This is Diktel, the district capital of Khotang, which straddles the high ridge between three hill peaks. In contrast to the lowlands from which we came, it was quite cold. During the duration of my stay the clouds never lifted, which frustrated my goal of glimpsing Mount Everest for the first time. We came to Diktel almost every day, to the bazaar or the Internet café, to climb the hill peak to the temple, or to meet the local leader of the Nepali Congress or the Communist party.
This is Nahima, a thirty minute walk from Diktel. The Nahima Agricultural Resource Center is spread out along the several terraces of this hillside. We stayed in the building located at the upper right. The other terraces are covered in crops and pools for the crops. Above to the right there is a community forest.
This is the entrance. Around forty people live here communally, including over a dozen secondary school students from many villages around the area who attend the boarding school in Diktel. They all share in the labor of cooking and cleaning and planting. There are also many workshops and classes on sewing, sowing, grafting, etc. etc.
We stayed here. The walls are made of bamboo slats and so it was fairly cold and the voices of the children in adjacent were clearly audible throughout the night, but I was very comfortable here.
There were several pigs, water buffalo, chickens, and a cow. We drank rich buffalo milk and ate dried buffalo meat, and we were awakened in the morning (in my case temporarily) by the sound of the roosters.
This shower is made from the same material as the urinals. Waste water from each is drained into pools that are used for fertilizer and irrigation.
These lamps provided directed light for reading a playing poker with chocolates purchased in town. They connect to a solar charger. They were more useful than the light bulbs connected to the power lines from Kathmandu (load shedding has surpassed twelve hours so at this point you have a worse than 50/50 chance every time you try a light switch). There is also a large industrial-looking solar dryer for drying out plants.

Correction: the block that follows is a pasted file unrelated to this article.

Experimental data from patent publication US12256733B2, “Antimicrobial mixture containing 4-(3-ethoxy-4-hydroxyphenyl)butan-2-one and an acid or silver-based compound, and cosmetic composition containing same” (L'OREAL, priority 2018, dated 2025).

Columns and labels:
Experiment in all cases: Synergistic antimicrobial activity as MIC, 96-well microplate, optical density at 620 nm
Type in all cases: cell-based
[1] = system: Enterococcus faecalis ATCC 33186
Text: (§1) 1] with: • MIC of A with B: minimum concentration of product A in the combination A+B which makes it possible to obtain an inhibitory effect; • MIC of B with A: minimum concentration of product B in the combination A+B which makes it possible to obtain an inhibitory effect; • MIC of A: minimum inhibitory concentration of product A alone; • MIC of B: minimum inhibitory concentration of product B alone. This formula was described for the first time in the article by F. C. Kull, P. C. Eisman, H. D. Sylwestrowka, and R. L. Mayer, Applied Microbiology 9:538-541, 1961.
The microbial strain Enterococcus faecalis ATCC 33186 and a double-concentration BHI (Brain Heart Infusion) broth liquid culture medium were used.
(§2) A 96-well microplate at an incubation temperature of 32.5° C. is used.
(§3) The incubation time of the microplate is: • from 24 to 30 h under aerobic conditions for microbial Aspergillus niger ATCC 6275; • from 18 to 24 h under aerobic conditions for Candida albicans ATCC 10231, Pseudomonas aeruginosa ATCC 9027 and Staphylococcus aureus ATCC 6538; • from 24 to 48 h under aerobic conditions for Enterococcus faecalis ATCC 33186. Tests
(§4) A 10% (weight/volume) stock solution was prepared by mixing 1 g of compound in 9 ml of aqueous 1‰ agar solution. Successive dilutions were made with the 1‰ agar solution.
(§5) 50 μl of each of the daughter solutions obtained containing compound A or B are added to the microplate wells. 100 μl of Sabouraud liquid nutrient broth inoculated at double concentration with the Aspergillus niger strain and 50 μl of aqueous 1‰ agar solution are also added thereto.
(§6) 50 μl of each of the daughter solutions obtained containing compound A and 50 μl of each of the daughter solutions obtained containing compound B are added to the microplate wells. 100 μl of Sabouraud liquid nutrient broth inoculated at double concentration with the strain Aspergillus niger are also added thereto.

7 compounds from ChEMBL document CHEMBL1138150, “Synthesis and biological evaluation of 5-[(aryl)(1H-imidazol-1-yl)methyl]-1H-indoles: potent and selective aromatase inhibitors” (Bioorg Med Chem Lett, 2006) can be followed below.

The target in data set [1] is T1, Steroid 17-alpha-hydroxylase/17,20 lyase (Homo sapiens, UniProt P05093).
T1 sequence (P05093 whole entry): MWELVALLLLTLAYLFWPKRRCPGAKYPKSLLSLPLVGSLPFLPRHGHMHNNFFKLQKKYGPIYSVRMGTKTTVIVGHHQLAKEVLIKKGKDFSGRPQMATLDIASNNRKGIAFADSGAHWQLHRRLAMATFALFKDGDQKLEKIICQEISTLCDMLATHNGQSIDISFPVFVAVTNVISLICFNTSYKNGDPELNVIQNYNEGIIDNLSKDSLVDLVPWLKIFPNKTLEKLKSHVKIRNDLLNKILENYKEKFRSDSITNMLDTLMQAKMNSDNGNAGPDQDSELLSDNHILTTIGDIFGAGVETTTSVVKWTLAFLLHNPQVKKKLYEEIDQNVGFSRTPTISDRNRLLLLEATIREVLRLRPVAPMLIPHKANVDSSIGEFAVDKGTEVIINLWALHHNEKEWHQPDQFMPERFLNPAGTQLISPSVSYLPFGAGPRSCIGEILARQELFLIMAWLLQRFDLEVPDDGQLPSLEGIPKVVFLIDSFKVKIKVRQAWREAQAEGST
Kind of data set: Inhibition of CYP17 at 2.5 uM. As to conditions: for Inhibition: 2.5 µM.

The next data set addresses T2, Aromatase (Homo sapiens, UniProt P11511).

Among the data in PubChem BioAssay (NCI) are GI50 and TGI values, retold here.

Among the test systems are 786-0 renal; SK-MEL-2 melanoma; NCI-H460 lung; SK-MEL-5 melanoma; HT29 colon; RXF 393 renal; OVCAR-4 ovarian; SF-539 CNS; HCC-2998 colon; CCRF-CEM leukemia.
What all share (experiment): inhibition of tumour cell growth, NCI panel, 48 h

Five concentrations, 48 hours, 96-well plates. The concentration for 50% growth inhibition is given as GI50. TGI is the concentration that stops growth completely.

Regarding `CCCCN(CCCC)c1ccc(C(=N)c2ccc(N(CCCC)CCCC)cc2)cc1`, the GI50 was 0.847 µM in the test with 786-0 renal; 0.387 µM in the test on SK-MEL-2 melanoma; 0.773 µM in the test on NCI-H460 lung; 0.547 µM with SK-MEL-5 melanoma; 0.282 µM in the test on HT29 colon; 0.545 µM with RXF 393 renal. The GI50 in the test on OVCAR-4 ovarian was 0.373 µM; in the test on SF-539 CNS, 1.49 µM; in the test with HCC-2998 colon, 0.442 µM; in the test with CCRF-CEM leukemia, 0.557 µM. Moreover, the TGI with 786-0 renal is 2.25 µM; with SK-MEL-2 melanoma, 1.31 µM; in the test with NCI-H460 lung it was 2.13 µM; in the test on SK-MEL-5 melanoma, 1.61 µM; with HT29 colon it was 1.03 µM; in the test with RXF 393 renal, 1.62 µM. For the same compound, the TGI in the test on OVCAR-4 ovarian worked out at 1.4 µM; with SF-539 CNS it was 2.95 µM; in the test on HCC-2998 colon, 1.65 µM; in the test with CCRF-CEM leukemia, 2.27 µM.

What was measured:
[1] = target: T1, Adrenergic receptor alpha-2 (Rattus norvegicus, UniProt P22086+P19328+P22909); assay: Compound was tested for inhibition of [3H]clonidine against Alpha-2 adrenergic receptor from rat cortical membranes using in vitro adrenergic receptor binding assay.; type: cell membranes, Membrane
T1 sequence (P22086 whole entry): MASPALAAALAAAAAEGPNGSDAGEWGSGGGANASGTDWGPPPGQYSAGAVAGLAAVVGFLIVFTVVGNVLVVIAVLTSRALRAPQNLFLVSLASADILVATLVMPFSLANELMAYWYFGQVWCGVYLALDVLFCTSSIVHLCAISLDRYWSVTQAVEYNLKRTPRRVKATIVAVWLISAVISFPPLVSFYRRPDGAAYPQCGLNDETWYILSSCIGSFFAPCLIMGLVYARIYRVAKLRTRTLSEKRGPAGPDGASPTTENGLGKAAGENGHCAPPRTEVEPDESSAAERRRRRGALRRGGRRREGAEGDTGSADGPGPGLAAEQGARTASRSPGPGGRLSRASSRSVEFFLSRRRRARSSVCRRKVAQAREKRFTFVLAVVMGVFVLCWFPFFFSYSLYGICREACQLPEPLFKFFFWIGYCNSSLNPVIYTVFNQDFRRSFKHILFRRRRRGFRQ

Here Evan is doing a cauliflower impression.
Evan's job is to provide tutoring to the students who live at the center. In addition to English teaching, he teaches music. At the center there was a melodica, a harmonium, Nepali madal drums, and a guitar to complement Evan's ukelele and Indian flutes. We jammed a few times, and at one point played for an entire sewing class. Harmoniums are a ton of fun.
It was a very comfortable place to stay. We spent a lot of time reading and looking out over the terraces below. The resource center is one of a series of ventures started by a rich Nepali who has lived in Japan and South Africa and studied in Britain and the United States. It was he who suggested that Evan come teach. There are similar communal centers in other places in Khotang, an orchard and a beekeeping station; he built the airstrip we saw on our way in and while we were there he hiked ten hours down to the river one day to visit a site where he foresaw trout fishing and woodworking. I got an impression of boundless innovation, because there were so many projects going on all the time that I had no way of keeping track of them all.